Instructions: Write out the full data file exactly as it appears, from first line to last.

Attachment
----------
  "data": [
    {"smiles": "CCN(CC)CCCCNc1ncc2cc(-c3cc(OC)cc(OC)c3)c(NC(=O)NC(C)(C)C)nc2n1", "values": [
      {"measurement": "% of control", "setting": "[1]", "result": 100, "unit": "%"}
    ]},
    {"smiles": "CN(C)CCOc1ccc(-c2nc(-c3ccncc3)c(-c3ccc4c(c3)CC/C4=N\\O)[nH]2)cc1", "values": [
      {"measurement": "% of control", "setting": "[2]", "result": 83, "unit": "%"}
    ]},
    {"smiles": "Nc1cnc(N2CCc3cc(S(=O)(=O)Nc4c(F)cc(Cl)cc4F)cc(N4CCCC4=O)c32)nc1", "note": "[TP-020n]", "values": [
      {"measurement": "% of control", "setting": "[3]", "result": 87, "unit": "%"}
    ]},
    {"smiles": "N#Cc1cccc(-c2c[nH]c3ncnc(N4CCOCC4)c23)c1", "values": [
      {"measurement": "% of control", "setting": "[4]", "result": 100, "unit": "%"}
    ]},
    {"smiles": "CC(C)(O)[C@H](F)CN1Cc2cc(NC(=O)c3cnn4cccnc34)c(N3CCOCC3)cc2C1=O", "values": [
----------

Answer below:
  "data": [
    {"smiles": "CCN(CC)CCCCNc1ncc2cc(-c3cc(OC)cc(OC)c3)c(NC(=O)NC(C)(C)C)nc2n1", "values": [
      {"measurement": "% of control", "setting": "[1]", "result": 100, "unit": "%"}
    ]},
    {"smiles": "CN(C)CCOc1ccc(-c2nc(-c3ccncc3)c(-c3ccc4c(c3)CC/C4=N\\O)[nH]2)cc1", "values": [
      {"measurement": "% of control", "setting": "[2]", "result": 83, "unit": "%"}
    ]},
    {"smiles": "Nc1cnc(N2CCc3cc(S(=O)(=O)Nc4c(F)cc(Cl)cc4F)cc(N4CCCC4=O)c32)nc1", "note": "[TP-020n]", "values": [
      {"measurement": "% of control", "setting": "[3]", "result": 87, "unit": "%"}
    ]},
    {"smiles": "N#Cc1cccc(-c2c[nH]c3ncnc(N4CCOCC4)c23)c1", "values": [
      {"measurement": "% of control", "setting": "[4]", "result": 100, "unit": "%"}
    ]},
    {"smiles": "CC(C)(O)[C@H](F)CN1Cc2cc(NC(=O)c3cnn4cccnc34)c(N3CCOCC3)cc2C1=O", "values": [